All the intelligence pertaining to enemy units, the terrain, and so forth had been collected by the staff before Ike came. But after studying the information and the plans, he decided that it looked like too much of a shoestring operation, and he immediately started to broaden it. He increased the invasion force and asked General Marshall and the American Chiefs of Staff to strengthen the effort by bringing in part of the Navy from the Pacific.
I felt that it was imperative to drop airborne forces back of Utah Beach, but the plan was opposed by the British air officer in charge of the airborne operation; he felt that such a maneuver at that critical spot would be suicidal. General Eisenhower agreed with me that the whole invasion would be jeopardized if we eliminated the drop. As it turned out, the casualties at Utah, including the airborne people, were no higher, percentage-wise, than those at Omaha Beach. We did have casualties, yes, but the mission was accomplished.
Of course the most difficult decision Ike had to make was to go when we did on D-Day. At the time I was skeptical, I must admit, because the weather was so bad. Yet it turned out to be a blessing because the German air forces could not pick us up coming across. The waves were so high, however, that I was afraid we would have trouble getting ashore. We did lose our floating tanks, on which we'd counted a great deal, because the waves were too high for them. But that was more than offset by the fact that we were able to attain considerable surprise. As a matter of fact, if we had waited two weeks, which was the alternative to going when we did, we would have run into a big storm that would have made a landing impossible. We would have had to put it off for four weeks, and by that time our security might have been jeopardized because too many people knew about it.
Another crucial decision was whether or not we were going to let Montgomery make one single thrust north of the Ruhr toward Berlin. Ike was under terrific pressure from the British to let Monty go it alone, and he took a long time to make that decision. I think he felt Montgomery was wrong from the first, but he needed some backing on it, and he finally got it from the American Chiefs of Staff. So we advanced on a broad front. I personally think it would have been a great mistake to let Monty have his way. Suppose they had hit him in the flank with the twenty-six divisions they hit us with in the Ruhr? They'd have ruined him.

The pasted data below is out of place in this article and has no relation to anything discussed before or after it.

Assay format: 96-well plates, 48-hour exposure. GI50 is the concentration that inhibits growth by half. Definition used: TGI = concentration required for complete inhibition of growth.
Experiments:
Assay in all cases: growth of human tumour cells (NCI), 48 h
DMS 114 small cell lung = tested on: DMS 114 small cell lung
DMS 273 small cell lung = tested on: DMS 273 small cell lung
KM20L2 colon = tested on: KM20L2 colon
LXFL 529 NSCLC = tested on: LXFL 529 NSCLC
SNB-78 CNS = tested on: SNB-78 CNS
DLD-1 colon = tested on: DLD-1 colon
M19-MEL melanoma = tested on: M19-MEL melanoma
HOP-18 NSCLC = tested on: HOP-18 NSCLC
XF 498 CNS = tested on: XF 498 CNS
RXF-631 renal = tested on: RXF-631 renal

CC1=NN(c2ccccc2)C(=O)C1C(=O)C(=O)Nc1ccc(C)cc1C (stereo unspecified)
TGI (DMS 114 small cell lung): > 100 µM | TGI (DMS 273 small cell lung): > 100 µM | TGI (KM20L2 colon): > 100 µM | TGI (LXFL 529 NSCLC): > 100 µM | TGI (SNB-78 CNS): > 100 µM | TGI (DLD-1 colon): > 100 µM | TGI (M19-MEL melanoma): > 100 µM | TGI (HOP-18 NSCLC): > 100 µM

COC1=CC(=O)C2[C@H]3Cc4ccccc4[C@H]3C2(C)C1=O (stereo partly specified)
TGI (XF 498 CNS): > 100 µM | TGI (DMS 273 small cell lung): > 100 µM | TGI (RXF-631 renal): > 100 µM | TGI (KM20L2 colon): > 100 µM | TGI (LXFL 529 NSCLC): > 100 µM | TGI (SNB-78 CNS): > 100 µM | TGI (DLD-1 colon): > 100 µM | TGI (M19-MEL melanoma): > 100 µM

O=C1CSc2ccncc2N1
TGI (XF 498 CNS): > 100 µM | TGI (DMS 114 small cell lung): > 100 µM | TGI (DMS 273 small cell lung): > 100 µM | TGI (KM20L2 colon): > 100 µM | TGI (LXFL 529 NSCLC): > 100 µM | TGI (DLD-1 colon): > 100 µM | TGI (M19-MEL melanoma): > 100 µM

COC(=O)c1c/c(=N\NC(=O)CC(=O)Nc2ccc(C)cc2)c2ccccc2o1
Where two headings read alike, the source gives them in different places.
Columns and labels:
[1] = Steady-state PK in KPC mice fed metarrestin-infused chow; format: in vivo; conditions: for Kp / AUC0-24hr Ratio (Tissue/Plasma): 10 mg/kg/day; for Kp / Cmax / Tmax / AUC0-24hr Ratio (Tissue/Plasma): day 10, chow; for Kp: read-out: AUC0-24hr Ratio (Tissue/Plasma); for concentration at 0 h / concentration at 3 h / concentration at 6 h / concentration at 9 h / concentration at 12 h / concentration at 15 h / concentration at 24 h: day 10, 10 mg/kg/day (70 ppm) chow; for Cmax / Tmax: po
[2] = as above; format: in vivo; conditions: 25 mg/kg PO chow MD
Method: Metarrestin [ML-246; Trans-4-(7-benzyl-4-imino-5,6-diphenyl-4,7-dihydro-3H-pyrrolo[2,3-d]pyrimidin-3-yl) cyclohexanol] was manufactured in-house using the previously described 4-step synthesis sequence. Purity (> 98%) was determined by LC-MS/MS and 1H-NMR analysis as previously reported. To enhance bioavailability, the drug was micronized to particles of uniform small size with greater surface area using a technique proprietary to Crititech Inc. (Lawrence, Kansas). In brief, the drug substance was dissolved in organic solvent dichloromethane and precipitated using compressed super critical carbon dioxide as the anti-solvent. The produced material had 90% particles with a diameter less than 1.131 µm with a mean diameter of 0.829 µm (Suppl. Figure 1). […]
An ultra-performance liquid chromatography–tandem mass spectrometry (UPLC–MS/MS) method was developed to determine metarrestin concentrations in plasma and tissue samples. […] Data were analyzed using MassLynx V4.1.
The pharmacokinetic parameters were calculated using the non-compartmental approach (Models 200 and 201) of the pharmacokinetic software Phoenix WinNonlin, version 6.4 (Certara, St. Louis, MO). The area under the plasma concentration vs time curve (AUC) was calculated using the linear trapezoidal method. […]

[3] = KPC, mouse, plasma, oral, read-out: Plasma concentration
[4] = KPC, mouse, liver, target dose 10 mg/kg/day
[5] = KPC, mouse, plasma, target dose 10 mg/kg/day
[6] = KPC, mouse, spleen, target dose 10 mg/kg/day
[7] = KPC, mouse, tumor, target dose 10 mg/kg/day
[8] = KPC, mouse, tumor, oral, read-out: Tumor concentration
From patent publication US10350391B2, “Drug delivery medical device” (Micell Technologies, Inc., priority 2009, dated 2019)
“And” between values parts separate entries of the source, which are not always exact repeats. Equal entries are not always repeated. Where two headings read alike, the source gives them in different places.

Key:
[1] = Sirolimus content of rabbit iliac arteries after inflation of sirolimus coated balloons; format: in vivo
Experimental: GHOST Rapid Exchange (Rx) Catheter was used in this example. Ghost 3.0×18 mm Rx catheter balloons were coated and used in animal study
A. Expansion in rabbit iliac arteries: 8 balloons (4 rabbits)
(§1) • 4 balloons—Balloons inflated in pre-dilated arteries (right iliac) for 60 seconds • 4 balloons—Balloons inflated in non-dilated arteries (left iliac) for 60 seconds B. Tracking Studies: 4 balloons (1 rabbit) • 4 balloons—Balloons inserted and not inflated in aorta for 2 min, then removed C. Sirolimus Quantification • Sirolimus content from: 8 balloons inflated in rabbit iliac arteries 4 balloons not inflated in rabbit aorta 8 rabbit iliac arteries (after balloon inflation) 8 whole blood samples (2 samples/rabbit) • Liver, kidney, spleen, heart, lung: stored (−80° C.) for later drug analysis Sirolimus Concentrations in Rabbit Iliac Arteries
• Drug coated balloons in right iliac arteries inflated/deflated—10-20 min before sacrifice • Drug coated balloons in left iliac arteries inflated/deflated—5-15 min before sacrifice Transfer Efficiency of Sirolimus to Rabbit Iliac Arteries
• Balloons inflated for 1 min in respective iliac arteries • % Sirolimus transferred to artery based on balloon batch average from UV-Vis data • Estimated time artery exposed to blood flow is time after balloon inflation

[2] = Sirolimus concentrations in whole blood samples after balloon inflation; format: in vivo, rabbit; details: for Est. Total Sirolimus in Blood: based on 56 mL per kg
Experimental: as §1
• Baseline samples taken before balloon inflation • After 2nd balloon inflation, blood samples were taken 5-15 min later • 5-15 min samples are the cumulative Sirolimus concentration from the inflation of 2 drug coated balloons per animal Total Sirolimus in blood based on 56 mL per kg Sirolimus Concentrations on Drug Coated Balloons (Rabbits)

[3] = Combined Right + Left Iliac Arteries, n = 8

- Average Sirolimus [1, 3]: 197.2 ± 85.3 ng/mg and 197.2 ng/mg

What made Eisenhower the right man for the job in Europe? Well, his ability to get along with the Allies and to make an allied force work was of great importance, and so was his broad knowledge of tactics and strategy. And of course there was his ability to make decisions. Even as a junior officer, he never hesitated to make decisions. When he was in charge of the Plans and Operations Division of the General Staff in Washington under General Marshall, he once ordered a whole division overseas without ever talking to Marshall about it. He felt that General Marshall had given him the job of putting troops in to fit requirements, so there was no need to check with the General before ordering the division abroad.
That was in accordance with Ike's general theory: you give a man a job and leave him to do it. That's the way he operated with us; he told us what he wanted done instead of telling us how to do it.
Ike was very good at sizing up his subordinates, too. We always talked personnel when we got together. I would keep him informed of how various commanders were doing. There might be some outstanding colonel who I thought ought to be made a brigadier general later; if so, I would always clear it with him so that he'd know all about it before I sent the recommendation to him officially. And he would also call to my attention someone he thought was doing well.
He had two other qualifications you must consider, great mental and physical energy. He got around a great deal and was on the job all the time. I remember a conversation we had during the war. We said we were probably living three years of our lives in one year of combat. He was a soldier of many talents — and a man of many lives.